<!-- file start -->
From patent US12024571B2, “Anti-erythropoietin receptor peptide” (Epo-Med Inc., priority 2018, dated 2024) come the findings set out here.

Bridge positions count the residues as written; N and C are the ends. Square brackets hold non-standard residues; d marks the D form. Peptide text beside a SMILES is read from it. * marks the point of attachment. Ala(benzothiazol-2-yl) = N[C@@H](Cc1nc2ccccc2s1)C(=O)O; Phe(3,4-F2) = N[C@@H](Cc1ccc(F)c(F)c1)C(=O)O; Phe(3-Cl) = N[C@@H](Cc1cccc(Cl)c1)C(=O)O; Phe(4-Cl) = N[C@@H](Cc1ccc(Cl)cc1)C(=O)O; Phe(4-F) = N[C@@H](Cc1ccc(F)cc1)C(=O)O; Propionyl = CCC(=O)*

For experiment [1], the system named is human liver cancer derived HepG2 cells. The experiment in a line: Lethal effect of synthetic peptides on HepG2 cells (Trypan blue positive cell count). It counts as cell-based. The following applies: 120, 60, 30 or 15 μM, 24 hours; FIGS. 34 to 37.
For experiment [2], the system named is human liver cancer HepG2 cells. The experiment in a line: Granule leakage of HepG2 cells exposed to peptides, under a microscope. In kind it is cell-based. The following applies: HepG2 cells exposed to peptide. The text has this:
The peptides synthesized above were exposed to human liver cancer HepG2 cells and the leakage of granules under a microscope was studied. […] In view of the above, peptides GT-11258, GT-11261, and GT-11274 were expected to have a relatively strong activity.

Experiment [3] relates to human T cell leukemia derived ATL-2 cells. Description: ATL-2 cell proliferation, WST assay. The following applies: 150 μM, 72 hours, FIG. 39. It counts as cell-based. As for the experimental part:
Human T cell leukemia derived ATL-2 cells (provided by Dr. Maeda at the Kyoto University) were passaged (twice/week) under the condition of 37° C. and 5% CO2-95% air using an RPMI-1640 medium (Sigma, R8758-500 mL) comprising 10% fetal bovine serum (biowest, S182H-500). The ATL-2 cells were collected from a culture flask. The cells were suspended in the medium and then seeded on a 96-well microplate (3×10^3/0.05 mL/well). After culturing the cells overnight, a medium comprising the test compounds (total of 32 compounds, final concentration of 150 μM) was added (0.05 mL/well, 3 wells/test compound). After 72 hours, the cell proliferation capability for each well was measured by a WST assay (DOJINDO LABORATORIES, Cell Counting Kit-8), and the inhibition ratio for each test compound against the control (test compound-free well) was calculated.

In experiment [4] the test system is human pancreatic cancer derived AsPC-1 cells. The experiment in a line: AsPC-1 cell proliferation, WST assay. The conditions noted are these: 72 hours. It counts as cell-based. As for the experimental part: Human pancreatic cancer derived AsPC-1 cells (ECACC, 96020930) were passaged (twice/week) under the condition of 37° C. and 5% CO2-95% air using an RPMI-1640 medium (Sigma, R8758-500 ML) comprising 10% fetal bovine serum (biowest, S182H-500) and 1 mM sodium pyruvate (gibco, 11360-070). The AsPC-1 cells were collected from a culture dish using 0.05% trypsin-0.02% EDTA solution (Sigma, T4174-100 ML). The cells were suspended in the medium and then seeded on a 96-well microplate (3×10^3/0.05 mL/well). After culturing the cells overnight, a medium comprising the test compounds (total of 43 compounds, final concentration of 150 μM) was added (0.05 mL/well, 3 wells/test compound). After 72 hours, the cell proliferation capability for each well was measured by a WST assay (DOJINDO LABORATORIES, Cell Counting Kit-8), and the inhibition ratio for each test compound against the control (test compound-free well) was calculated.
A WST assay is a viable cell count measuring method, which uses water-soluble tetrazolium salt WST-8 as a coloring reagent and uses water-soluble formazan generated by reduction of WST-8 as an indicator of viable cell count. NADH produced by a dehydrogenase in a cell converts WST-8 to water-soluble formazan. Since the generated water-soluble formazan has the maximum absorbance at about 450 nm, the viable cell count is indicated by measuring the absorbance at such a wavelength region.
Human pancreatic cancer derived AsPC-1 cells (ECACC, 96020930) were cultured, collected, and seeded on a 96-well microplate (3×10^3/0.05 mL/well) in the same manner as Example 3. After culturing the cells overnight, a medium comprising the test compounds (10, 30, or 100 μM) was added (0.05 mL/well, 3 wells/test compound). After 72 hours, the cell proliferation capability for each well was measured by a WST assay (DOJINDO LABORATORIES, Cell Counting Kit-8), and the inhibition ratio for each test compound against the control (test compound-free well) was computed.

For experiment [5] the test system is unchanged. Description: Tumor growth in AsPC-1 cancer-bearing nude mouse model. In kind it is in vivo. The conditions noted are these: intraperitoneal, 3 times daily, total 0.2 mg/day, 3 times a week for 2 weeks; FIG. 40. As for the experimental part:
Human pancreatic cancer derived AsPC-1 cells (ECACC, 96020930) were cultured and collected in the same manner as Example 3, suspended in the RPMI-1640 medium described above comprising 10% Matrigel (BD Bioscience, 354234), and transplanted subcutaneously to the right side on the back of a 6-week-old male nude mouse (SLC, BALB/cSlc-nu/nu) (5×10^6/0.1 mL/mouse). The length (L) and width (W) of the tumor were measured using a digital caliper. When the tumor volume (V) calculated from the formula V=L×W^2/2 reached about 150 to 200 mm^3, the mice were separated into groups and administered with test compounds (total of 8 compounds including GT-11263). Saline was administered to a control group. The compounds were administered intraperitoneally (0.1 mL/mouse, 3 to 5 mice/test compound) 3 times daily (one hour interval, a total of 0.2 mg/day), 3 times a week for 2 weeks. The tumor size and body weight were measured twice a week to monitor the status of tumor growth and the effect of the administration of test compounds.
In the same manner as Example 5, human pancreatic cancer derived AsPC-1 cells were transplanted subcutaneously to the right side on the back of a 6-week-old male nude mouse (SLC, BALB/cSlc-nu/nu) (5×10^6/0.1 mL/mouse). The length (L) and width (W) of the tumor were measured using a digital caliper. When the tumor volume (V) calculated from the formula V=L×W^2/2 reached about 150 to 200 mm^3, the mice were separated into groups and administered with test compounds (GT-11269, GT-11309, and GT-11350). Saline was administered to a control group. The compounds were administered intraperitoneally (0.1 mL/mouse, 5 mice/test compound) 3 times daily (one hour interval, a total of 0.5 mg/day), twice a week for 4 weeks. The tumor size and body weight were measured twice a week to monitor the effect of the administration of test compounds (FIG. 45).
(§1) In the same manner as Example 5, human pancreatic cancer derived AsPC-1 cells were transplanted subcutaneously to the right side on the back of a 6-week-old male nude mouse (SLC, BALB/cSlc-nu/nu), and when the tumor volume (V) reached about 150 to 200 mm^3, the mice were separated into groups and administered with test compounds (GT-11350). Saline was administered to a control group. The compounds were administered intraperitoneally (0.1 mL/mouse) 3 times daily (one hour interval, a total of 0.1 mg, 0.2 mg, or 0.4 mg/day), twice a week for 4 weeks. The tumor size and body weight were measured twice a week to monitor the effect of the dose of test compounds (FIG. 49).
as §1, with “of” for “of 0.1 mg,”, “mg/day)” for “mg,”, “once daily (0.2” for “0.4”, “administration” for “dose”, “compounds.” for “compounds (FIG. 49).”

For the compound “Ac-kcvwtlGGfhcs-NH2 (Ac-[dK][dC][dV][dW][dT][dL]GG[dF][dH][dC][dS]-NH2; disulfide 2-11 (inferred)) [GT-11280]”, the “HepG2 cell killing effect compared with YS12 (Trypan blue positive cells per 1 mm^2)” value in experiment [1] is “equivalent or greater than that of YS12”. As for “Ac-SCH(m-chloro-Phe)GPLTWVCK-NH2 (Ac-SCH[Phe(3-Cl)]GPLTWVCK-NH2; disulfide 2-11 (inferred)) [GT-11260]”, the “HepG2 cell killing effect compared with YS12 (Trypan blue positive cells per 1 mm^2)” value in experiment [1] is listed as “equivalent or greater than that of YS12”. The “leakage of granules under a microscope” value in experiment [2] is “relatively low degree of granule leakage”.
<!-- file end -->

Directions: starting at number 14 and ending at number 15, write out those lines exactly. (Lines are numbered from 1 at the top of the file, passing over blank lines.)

(§1) In the same manner as Example 5, human pancreatic cancer derived AsPC-1 cells were transplanted subcutaneously to the right side on the back of a 6-week-old male nude mouse (SLC, BALB/cSlc-nu/nu), and when the tumor volume (V) reached about 150 to 200 mm^3, the mice were separated into groups and administered with test compounds (GT-11350). Saline was administered to a control group. The compounds were administered intraperitoneally (0.1 mL/mouse) 3 times daily (one hour interval, a total of 0.1 mg, 0.2 mg, or 0.4 mg/day), twice a week for 4 weeks. The tumor size and body weight were measured twice a week to monitor the effect of the dose of test compounds (FIG. 49).
as §1, with “of” for “of 0.1 mg,”, “mg/day)” for “mg,”, “once daily (0.2” for “0.4”, “administration” for “dose”, “compounds.” for “compounds (FIG. 49).”